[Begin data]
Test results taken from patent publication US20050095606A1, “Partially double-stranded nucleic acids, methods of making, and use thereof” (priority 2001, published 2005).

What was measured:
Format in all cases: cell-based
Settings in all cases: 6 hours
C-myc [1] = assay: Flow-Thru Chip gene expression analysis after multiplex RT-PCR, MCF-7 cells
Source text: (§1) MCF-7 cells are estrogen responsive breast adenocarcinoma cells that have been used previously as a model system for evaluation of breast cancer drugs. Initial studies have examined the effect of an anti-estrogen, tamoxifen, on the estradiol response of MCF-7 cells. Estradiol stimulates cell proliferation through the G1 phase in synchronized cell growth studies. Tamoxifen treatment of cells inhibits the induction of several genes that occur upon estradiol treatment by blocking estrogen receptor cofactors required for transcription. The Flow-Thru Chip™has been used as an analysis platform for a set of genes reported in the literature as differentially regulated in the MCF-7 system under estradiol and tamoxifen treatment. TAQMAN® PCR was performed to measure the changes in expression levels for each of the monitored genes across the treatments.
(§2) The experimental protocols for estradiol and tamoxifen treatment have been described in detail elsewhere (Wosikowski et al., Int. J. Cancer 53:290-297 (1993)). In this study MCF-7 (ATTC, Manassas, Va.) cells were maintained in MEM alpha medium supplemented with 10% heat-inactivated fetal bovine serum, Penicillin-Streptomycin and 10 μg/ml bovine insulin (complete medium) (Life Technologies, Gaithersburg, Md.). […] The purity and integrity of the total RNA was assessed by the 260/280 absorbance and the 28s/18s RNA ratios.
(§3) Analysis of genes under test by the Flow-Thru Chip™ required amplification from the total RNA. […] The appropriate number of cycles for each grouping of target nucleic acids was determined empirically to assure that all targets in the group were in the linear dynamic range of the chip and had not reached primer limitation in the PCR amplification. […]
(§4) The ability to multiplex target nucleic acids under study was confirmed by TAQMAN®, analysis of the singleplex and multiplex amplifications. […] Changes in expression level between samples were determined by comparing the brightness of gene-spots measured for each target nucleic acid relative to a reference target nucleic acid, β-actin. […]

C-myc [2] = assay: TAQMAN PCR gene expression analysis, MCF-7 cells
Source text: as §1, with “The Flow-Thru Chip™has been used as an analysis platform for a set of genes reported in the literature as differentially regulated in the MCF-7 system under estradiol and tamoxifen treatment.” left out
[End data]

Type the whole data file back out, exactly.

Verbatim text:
Test results taken from patent publication US20050095606A1, “Partially double-stranded nucleic acids, methods of making, and use thereof” (priority 2001, published 2005).

What was measured:
Format in all cases: cell-based
Settings in all cases: 6 hours
C-myc [1] = assay: Flow-Thru Chip gene expression analysis after multiplex RT-PCR, MCF-7 cells
Source text: (§1) MCF-7 cells are estrogen responsive breast adenocarcinoma cells that have been used previously as a model system for evaluation of breast cancer drugs. Initial studies have examined the effect of an anti-estrogen, tamoxifen, on the estradiol response of MCF-7 cells. Estradiol stimulates cell proliferation through the G1 phase in synchronized cell growth studies. Tamoxifen treatment of cells inhibits the induction of several genes that occur upon estradiol treatment by blocking estrogen receptor cofactors required for transcription. The Flow-Thru Chip™has been used as an analysis platform for a set of genes reported in the literature as differentially regulated in the MCF-7 system under estradiol and tamoxifen treatment. TAQMAN® PCR was performed to measure the changes in expression levels for each of the monitored genes across the treatments.
(§2) The experimental protocols for estradiol and tamoxifen treatment have been described in detail elsewhere (Wosikowski et al., Int. J. Cancer 53:290-297 (1993)). In this study MCF-7 (ATTC, Manassas, Va.) cells were maintained in MEM alpha medium supplemented with 10% heat-inactivated fetal bovine serum, Penicillin-Streptomycin and 10 μg/ml bovine insulin (complete medium) (Life Technologies, Gaithersburg, Md.). […] The purity and integrity of the total RNA was assessed by the 260/280 absorbance and the 28s/18s RNA ratios.
(§3) Analysis of genes under test by the Flow-Thru Chip™ required amplification from the total RNA. […] The appropriate number of cycles for each grouping of target nucleic acids was determined empirically to assure that all targets in the group were in the linear dynamic range of the chip and had not reached primer limitation in the PCR amplification. […]
(§4) The ability to multiplex target nucleic acids under study was confirmed by TAQMAN®, analysis of the singleplex and multiplex amplifications. […] Changes in expression level between samples were determined by comparing the brightness of gene-spots measured for each target nucleic acid relative to a reference target nucleic acid, β-actin. […]

C-myc [2] = assay: TAQMAN PCR gene expression analysis, MCF-7 cells
Source text: as §1, with “The Flow-Thru Chip™has been used as an analysis platform for a set of genes reported in the literature as differentially regulated in the MCF-7 system under estradiol and tamoxifen treatment.” left out